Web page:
This is not about either ontology or epistemology. I don’t think. It’s about one’s intuitions, one’s sense of things.
Example 1: graffiti site
An example: the graffiti site. I’ve blogged quite a bit about graffiti and, in particular, about the graffiti site. The notion of a graffiti site is ‘real’ to me mostly because I’ve documented (that is, photographed and made notes about) a handful of sites over several years. Many of the photographs are available on the web, as are my comments. But, to use an old old metaphor, what’s in those documents is only the 10% of the iceberg that floats above the surface of the water. Most of what makes those sites real to me is beneath the water, in all those hours of experience that I have not and even cannot transform into sharable documents.
For some purposes those public documents, taken in conjunction with other such documents, whether on the web or in many of the books and articles about graffiti, are sufficient. But not necessarily for all purposes. When I argue that the site itself is the proper object for study and analysis and, in particular, when I argue that the site is an agent, NOW I’m drawing on my intuition, on the submerged 90% of the iceberg.
How does my reader get access to that? Here I assume a charitable reader who’s willing to grant that I know what I’m talking about, that I’m a serious thinker. But if that charitable reader doesn’t have their own well of direct experience with graffiti sites, I’m not sure how ‘real’ my assertions can possibly be to them. This reader may well believe me, but . . . something’s missing, something vital to the sense of reality that I’m trying to convey.
I suppose what’s missing is a certain kind of direct experience with graffiti. Without such experience, my propositions, even if granted, are likely to seem hollow.
Is appropriate direct experience irreducibly necessary for understanding? Can the needed intuitions be built only on direct experience, not on reports or documents of any kind?
Sensory experience would seem to be of that nature, wouldn’t it?
Example 1.1: film, screen shots
And that does seem to be, in part, why I like to include so many screen shots in my posts on films. It’s not enough that my reader believe me when I make this or that assertion about what’s happening on the screen. They need to see it for themselves. Including screen shots is a crude way of doing that. Ideally the reader—that’s you—wouldn’t simply take the screen shot at face value but rather would use it as a guide into the film itself.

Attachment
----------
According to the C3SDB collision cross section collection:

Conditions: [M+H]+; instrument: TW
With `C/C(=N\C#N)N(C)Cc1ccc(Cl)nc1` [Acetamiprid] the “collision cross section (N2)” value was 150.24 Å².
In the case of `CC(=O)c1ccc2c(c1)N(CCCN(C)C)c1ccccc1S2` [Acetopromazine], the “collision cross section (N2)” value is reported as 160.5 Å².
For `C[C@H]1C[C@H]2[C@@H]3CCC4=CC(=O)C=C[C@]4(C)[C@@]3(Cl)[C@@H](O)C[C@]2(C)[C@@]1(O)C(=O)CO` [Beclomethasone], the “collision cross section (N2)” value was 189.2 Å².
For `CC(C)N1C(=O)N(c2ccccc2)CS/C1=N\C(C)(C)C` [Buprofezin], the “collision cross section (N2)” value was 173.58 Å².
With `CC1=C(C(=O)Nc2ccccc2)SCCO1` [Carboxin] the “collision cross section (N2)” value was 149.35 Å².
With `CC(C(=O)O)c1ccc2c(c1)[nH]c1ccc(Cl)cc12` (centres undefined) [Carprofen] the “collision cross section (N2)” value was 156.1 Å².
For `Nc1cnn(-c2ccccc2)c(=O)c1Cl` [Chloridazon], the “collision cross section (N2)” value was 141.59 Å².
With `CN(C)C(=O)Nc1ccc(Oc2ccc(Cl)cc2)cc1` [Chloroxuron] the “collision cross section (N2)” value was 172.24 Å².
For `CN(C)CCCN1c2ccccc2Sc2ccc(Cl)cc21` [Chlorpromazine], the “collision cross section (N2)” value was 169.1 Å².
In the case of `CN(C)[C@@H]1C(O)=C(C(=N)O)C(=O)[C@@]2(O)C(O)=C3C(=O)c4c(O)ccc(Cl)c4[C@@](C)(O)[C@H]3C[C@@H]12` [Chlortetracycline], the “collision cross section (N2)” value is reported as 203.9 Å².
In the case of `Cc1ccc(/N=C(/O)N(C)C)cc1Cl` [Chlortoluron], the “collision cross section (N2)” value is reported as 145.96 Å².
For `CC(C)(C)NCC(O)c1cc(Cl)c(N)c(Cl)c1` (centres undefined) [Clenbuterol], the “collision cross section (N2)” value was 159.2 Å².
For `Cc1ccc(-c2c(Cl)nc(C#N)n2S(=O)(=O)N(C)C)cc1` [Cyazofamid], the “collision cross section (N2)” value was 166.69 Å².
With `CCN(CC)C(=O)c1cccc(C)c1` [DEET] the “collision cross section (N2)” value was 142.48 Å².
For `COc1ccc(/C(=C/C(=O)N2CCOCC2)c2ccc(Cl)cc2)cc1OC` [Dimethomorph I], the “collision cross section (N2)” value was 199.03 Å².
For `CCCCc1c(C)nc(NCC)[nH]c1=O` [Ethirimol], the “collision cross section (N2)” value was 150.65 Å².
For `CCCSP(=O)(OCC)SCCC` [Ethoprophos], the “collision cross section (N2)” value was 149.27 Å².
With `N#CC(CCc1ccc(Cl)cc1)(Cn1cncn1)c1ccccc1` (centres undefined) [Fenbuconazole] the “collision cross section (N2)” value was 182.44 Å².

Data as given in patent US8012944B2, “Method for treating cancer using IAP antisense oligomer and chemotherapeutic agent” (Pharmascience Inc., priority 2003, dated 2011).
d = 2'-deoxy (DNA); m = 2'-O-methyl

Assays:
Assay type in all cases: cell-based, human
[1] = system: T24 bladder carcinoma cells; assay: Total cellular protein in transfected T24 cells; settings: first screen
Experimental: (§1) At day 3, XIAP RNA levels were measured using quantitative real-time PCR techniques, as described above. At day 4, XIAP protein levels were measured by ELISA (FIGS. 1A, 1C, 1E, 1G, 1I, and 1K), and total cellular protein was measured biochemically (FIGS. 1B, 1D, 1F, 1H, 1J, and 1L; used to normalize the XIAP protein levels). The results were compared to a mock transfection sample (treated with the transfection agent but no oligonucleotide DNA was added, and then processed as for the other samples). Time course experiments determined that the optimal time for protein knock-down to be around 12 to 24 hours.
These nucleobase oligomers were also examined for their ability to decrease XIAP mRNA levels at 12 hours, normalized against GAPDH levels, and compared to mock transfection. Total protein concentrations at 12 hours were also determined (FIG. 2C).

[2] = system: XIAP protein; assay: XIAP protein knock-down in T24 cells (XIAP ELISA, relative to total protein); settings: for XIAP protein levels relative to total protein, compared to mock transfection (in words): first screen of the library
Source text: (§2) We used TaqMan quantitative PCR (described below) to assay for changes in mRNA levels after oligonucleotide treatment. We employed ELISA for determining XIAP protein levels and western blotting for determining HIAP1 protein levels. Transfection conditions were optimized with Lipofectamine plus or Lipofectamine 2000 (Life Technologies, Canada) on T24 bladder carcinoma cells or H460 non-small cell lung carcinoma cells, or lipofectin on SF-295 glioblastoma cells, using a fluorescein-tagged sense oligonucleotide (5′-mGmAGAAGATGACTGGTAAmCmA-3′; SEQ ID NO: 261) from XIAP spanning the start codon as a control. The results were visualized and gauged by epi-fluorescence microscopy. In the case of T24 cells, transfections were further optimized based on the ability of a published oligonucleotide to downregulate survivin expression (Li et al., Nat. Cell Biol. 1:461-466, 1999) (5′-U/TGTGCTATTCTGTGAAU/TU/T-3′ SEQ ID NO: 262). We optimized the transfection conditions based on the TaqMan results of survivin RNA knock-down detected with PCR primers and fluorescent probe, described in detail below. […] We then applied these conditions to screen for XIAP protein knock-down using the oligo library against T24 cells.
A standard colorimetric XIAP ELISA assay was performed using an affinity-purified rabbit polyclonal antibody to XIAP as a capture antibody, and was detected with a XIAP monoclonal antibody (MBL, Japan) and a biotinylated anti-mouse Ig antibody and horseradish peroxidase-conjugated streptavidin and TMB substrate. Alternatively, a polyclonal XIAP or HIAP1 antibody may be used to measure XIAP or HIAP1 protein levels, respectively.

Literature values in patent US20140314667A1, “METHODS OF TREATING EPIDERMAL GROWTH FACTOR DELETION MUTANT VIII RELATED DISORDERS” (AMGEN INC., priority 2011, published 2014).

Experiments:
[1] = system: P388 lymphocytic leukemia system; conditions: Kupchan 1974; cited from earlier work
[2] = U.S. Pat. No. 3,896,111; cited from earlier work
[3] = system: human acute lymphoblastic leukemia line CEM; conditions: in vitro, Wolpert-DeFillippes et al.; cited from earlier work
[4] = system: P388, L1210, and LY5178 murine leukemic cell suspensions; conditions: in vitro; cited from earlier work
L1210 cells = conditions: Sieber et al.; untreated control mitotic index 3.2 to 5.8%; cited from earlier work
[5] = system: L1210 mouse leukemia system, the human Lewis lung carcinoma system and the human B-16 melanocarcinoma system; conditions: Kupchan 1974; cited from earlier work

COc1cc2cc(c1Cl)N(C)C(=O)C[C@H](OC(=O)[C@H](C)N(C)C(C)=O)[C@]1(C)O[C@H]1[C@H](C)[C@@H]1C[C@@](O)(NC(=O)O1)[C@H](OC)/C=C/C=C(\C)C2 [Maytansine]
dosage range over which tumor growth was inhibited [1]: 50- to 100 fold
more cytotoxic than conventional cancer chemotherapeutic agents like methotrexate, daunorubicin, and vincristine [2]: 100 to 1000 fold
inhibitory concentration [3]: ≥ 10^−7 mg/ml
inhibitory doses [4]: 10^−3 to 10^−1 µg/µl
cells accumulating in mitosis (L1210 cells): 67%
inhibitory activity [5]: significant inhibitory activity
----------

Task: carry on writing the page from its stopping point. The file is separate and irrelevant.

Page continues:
Example 2: Church service and religion
Another, different example. I recently went to church for the first time in years. I went, not in the spirit of checking out a possible church I could attended, but because I wanted to check out the minister. But those two hours changed my sense of what religion is.
But not in the sense of giving me new ideas about religion, or new propositions about religion. I already had THOSE propositions, about how religion is more than believe in certain supernatural beings, about how it is belonging to a community, etc. I already knew that.
But sitting there in church that Sunday I saw the community all around me. Those abstract propositions gained life and substance that that didn’t have before.
Example 3: Objects
Third time around: and then we have object-oriented ontology, which, at least in Graham Harman’s version, builds an awful lot on intuitions gained from thinking about simple human scale objects, such as hammers or beach balls. We all have experience of such things, but it’s not clear how one can extend that kind of experience to very different objects, such as quarks and protest movements. That seems to me almost a slight of language. I don’t see why those basic intuitions grounded in human scale objects should simply transfer that anything language allows us to treat as objects.
And yet, it’s not clear to me that such transfer is actually wrong or misleading. I’d like to see an explicit construction of this, shall we say, intuition by proxy. Is that what Being’s supposed to be?
And then, I suppose, there's the ineffable, isn't there?